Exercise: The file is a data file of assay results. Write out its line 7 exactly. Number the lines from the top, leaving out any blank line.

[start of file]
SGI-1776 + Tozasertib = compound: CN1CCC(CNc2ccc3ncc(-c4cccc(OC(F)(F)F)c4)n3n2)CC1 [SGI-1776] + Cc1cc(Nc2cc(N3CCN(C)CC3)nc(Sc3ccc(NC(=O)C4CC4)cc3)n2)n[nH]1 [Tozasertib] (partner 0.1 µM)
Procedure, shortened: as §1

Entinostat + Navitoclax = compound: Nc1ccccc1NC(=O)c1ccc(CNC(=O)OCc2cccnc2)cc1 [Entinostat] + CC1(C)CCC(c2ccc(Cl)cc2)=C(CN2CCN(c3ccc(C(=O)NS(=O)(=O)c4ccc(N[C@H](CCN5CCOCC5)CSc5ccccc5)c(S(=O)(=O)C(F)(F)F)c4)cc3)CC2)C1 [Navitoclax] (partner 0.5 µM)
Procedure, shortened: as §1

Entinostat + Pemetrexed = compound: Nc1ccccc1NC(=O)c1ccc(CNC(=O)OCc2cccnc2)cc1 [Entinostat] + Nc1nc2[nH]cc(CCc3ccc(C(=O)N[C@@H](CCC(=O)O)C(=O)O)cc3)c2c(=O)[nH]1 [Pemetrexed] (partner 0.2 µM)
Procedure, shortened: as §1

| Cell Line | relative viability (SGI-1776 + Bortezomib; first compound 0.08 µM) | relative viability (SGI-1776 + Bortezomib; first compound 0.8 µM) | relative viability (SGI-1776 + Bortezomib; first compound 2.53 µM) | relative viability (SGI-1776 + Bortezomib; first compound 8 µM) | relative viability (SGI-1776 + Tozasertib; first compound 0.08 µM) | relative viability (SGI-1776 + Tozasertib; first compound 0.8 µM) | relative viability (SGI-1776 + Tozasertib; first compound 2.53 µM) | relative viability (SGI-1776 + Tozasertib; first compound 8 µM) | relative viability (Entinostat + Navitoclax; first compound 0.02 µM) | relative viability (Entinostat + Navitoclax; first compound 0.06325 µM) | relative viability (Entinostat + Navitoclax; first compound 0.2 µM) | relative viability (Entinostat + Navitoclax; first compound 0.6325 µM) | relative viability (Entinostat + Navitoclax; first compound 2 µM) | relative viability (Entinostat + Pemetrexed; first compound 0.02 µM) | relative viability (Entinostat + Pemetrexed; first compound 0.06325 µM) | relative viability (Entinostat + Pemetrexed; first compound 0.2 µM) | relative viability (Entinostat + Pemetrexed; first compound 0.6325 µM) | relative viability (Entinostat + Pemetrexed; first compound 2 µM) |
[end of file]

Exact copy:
| Cell Line | relative viability (SGI-1776 + Bortezomib; first compound 0.08 µM) | relative viability (SGI-1776 + Bortezomib; first compound 0.8 µM) | relative viability (SGI-1776 + Bortezomib; first compound 2.53 µM) | relative viability (SGI-1776 + Bortezomib; first compound 8 µM) | relative viability (SGI-1776 + Tozasertib; first compound 0.08 µM) | relative viability (SGI-1776 + Tozasertib; first compound 0.8 µM) | relative viability (SGI-1776 + Tozasertib; first compound 2.53 µM) | relative viability (SGI-1776 + Tozasertib; first compound 8 µM) | relative viability (Entinostat + Navitoclax; first compound 0.02 µM) | relative viability (Entinostat + Navitoclax; first compound 0.06325 µM) | relative viability (Entinostat + Navitoclax; first compound 0.2 µM) | relative viability (Entinostat + Navitoclax; first compound 0.6325 µM) | relative viability (Entinostat + Navitoclax; first compound 2 µM) | relative viability (Entinostat + Pemetrexed; first compound 0.02 µM) | relative viability (Entinostat + Pemetrexed; first compound 0.06325 µM) | relative viability (Entinostat + Pemetrexed; first compound 0.2 µM) | relative viability (Entinostat + Pemetrexed; first compound 0.6325 µM) | relative viability (Entinostat + Pemetrexed; first compound 2 µM) |